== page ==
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Old 01-22-2019, 05:21 AM
 
29 posts, read 7,994 times
Reputation: 87

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I think you can know if itís right for you within a few months. Iíve traveled quite a bit and personally knew within 4 months where I am living now is not for me. Giving it a few more months due to job commitments, however, Iím already looking forward to the day I can pack my bags and say good bye!

If you have the means or another job offer on the table, go when the timing suits. I donít think Ďforcingí yourself to stay the minimum 1-2 years most recommend is necessary, unless if you have another reason keeping you put. Good Luck!

 
Old 01-22-2019, 09:02 AM
 
Location: Dallas, TX and Las Vegas, NV
5,632 posts, read 4,335,674 times
Reputation: 11515
Quote:
Originally Posted by tijlover View Post
One thing to consider when moving somewhere is: What if I get tired of this city, I made a mistake, or I just get bored with it, where can I slip off to for a weekend, within 2-3 hours away?

With Oklahoma City it's an easy drive to both Kansas City or Dallas or Dullsa, I mean, Tulsa!

With Houston, you can run off to Dallas or Austin or even New Orleans.

And God forbid, you get tired of Denver or even Minneapolis, both very isolated cities.

Love can turn to hate in a split second, hate can turn to love in a split second. When I moved to Las Vegas in 1996 it was very exciting to me for about 10 years, then all turned to hate and I wanted out, but I got caught up in the RE crash and I finally made my exit last June to Tucson. So far, I'm in love with it, being in a liberal city again and a one hour drive to Mexico.

Just wait until you go thru your first summer in Houston!
ďRun offĒ to Dallas is a long, long drive. Short flight but then youíll need to rent a car.
 
Old 01-22-2019, 06:13 PM
 
Location: NC
2,097 posts, read 1,125,164 times
Reputation: 5106
We gave it 3 years. We love the mountains of NC and have incredible views, but it's not the place for us. We are supposed to close on our new home in 10 days back east. We gave it a good run, but realized that we are not mountain folks, and that's okay.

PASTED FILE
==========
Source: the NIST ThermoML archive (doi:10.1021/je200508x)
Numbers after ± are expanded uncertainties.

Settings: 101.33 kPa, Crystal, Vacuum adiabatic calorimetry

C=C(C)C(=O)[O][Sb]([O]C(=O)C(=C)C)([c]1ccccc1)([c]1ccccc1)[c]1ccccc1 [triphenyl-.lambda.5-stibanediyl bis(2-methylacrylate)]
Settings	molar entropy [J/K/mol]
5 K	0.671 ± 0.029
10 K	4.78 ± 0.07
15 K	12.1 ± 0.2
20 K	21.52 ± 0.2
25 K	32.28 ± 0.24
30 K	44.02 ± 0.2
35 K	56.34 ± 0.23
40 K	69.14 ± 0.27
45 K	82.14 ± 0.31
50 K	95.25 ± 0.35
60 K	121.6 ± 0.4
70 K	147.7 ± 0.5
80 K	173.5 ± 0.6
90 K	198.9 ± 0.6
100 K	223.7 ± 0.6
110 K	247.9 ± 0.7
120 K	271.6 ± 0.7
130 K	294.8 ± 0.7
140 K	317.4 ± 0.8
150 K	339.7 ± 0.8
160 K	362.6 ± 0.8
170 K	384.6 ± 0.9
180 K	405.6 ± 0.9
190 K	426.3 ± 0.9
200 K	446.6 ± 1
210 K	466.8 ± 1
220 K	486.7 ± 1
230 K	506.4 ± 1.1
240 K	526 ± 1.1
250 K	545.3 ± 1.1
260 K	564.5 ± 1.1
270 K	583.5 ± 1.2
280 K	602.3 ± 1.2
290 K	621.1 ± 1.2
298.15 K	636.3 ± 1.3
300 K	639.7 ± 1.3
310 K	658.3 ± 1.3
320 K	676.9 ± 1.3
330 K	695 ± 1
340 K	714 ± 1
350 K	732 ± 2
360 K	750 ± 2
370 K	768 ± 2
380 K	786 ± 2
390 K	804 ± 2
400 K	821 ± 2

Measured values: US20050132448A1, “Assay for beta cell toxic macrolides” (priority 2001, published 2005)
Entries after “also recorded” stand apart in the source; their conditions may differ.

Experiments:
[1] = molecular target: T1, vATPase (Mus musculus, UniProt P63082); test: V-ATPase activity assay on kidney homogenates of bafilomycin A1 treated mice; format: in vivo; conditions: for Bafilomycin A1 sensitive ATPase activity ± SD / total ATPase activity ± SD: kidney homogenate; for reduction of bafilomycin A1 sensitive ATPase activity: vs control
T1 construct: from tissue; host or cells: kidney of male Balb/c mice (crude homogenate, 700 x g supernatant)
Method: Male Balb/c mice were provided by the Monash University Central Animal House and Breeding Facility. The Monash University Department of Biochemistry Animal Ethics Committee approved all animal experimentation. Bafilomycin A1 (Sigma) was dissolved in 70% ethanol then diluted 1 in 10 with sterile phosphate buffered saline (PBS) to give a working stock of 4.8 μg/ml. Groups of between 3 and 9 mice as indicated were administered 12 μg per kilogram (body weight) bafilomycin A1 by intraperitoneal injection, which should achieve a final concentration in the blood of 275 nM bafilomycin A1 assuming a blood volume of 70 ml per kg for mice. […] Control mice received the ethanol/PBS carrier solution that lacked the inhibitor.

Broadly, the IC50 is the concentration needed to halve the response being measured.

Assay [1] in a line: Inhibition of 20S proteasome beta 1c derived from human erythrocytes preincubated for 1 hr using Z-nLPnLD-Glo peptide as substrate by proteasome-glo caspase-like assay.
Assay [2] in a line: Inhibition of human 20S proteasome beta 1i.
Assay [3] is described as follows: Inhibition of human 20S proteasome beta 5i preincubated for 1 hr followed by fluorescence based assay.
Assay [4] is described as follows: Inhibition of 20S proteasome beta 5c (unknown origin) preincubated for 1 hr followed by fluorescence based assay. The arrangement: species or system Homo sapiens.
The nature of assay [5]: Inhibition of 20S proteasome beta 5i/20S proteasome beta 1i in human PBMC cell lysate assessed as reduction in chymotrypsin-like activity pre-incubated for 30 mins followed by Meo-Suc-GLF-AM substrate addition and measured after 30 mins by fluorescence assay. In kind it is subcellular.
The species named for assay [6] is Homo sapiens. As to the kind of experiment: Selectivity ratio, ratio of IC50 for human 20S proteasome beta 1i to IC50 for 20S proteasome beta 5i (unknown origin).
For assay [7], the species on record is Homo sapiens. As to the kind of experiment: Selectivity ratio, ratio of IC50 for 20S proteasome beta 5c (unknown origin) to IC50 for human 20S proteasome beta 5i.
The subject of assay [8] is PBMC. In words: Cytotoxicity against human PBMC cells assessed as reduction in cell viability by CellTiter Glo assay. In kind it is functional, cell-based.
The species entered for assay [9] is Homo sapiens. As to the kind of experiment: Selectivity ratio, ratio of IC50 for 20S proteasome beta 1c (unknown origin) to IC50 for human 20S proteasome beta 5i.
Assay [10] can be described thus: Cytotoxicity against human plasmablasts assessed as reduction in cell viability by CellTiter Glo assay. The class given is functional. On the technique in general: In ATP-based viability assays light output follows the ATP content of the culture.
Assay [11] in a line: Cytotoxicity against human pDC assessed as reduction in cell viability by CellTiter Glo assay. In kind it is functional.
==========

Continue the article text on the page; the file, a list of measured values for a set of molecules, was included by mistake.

Old 01-23-2019, 09:54 AM
 
876 posts, read 262,463 times
Reputation: 1922
Quote:
Originally Posted by goldenlove View Post
We gave it 3 years. We love the mountains of NC and have incredible views, but it's not the place for us. We are supposed to close on our new home in 10 days back east. We gave it a good run, but realized that we are not mountain folks, and that's okay.
Exactly how I felt about Boston. It doesn't always work out.
 
Old 01-23-2019, 11:51 AM
 
Location: Seattle, Wa
1,839 posts, read 1,355,952 times
Reputation: 3894
I love LA also , always have always will . I even have a niche at Hollywood Forever . I like the people there much better . I am originally from Texas and you could not pay me to return there . I am an 8th gen Texan and still just no . I got out early and saw and did and remain adventurous so Texas and the mindset you discovered seems very limiting to me now.
I had been living almost 10 years in Seattle before my husband moved me to a small area of cities in southern Oregon last summer . I got very sick here in Oct after a monitored withdrawal off of some Rxed meds and I am going downhill quickly . So in my case I am going to have to throw in the towel due to total lack of compassion and life endangering lack of medical care .
You can give it some time but for me , life is too short . If I can get well from this I think we are going back to my husbands home country in Europe where we lived peacefully for years . He is about to throw in the towel on this whole thing .

In regards to other posts - I have yet to see anyone from Ca destroy anything. However I do tell my Cal friends that see themselves as right of center , which are few ,that they need to spend some time in Texas before they make that leap . That it may be something they are not prepared for.

Last edited by DutchessCottonPuff; 01-23-2019 at 12:15 PM..
 
Old 01-27-2019, 07:43 AM
 
3,613 posts, read 2,076,212 times
Reputation: 4170
Quote:
Originally Posted by AmericaBravoCharles View Post
Well, by contrast, I’ve just moved from L.A. to Houston. For all the talk of Southern hospitality, I find the women far less approachable and more b**chy, the coworkers far less social (polite but distant), the people in Meetup groups less engaging, and the Texas collective-cultural mindset one of strange braggadocio. Not to mention, the city isn’t particularly attractive, downtown is dead after 6pm, and even the park system here is rather grungy and poorly maintained. The nearby Gulf coastal areas are some of the truly ugliest coastal-front areas I’ve seen anywhere on the planet.

I don’t want to write Houston, and Texas, off just yet, as I’m still relatively new here, but my patience is also waning rather quickly.

How long do you give a new city before deciding whether you like it or want to bail?
I think this is a great question and it is certainly one that I've grappled with during the course of my adult life. I've lived in Dallas since 2011, and there have been many times where I've thought about bailing on Dallas. Dallas has been a rather mixed bag for me, and there have been times where it would have been justifiable for me to depart. A better alternative never truly emerged, but consideration has been given to relocation at times.